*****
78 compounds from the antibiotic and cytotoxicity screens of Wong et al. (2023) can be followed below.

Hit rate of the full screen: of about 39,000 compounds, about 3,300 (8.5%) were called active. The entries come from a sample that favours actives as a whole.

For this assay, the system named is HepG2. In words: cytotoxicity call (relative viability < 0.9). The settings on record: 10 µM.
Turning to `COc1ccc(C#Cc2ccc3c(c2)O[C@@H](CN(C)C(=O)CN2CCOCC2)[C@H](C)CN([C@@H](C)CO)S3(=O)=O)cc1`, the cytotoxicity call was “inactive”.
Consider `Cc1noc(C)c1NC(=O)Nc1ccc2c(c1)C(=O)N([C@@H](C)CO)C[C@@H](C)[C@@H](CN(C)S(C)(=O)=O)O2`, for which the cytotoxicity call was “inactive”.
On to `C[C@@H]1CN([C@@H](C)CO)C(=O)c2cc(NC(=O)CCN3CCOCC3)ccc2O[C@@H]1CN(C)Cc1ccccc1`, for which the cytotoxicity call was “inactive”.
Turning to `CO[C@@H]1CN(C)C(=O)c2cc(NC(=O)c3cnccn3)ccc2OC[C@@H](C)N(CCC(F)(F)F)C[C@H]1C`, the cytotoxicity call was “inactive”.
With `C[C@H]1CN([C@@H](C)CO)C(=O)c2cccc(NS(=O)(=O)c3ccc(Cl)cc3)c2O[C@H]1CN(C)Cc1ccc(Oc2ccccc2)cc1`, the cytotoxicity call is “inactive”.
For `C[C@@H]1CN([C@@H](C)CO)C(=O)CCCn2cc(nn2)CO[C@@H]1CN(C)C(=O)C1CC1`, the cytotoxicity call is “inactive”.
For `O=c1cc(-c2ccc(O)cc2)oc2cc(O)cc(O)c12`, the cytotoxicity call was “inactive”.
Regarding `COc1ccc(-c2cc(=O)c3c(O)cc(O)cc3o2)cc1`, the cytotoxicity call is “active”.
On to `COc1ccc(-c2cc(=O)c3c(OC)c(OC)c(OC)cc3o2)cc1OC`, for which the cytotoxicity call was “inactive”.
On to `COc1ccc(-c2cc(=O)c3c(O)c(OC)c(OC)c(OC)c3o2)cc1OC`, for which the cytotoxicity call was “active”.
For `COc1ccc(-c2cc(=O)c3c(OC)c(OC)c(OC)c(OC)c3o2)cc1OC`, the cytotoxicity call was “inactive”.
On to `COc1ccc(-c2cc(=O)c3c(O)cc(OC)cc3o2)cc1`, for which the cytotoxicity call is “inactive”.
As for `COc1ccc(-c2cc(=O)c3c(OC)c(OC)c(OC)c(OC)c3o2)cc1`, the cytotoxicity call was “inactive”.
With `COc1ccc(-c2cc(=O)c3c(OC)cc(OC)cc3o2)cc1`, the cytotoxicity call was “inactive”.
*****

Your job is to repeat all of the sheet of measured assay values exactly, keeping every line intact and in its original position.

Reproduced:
78 compounds from the antibiotic and cytotoxicity screens of Wong et al. (2023) can be followed below.

Hit rate of the full screen: of about 39,000 compounds, about 3,300 (8.5%) were called active. The entries come from a sample that favours actives as a whole.

For this assay, the system named is HepG2. In words: cytotoxicity call (relative viability < 0.9). The settings on record: 10 µM.
Turning to `COc1ccc(C#Cc2ccc3c(c2)O[C@@H](CN(C)C(=O)CN2CCOCC2)[C@H](C)CN([C@@H](C)CO)S3(=O)=O)cc1`, the cytotoxicity call was “inactive”.
Consider `Cc1noc(C)c1NC(=O)Nc1ccc2c(c1)C(=O)N([C@@H](C)CO)C[C@@H](C)[C@@H](CN(C)S(C)(=O)=O)O2`, for which the cytotoxicity call was “inactive”.
On to `C[C@@H]1CN([C@@H](C)CO)C(=O)c2cc(NC(=O)CCN3CCOCC3)ccc2O[C@@H]1CN(C)Cc1ccccc1`, for which the cytotoxicity call was “inactive”.
Turning to `CO[C@@H]1CN(C)C(=O)c2cc(NC(=O)c3cnccn3)ccc2OC[C@@H](C)N(CCC(F)(F)F)C[C@H]1C`, the cytotoxicity call was “inactive”.
With `C[C@H]1CN([C@@H](C)CO)C(=O)c2cccc(NS(=O)(=O)c3ccc(Cl)cc3)c2O[C@H]1CN(C)Cc1ccc(Oc2ccccc2)cc1`, the cytotoxicity call is “inactive”.
For `C[C@@H]1CN([C@@H](C)CO)C(=O)CCCn2cc(nn2)CO[C@@H]1CN(C)C(=O)C1CC1`, the cytotoxicity call is “inactive”.
For `O=c1cc(-c2ccc(O)cc2)oc2cc(O)cc(O)c12`, the cytotoxicity call was “inactive”.
Regarding `COc1ccc(-c2cc(=O)c3c(O)cc(O)cc3o2)cc1`, the cytotoxicity call is “active”.
On to `COc1ccc(-c2cc(=O)c3c(OC)c(OC)c(OC)cc3o2)cc1OC`, for which the cytotoxicity call was “inactive”.
On to `COc1ccc(-c2cc(=O)c3c(O)c(OC)c(OC)c(OC)c3o2)cc1OC`, for which the cytotoxicity call was “active”.
For `COc1ccc(-c2cc(=O)c3c(OC)c(OC)c(OC)c(OC)c3o2)cc1OC`, the cytotoxicity call was “inactive”.
On to `COc1ccc(-c2cc(=O)c3c(O)cc(OC)cc3o2)cc1`, for which the cytotoxicity call is “inactive”.
As for `COc1ccc(-c2cc(=O)c3c(OC)c(OC)c(OC)c(OC)c3o2)cc1`, the cytotoxicity call was “inactive”.
With `COc1ccc(-c2cc(=O)c3c(OC)cc(OC)cc3o2)cc1`, the cytotoxicity call was “inactive”.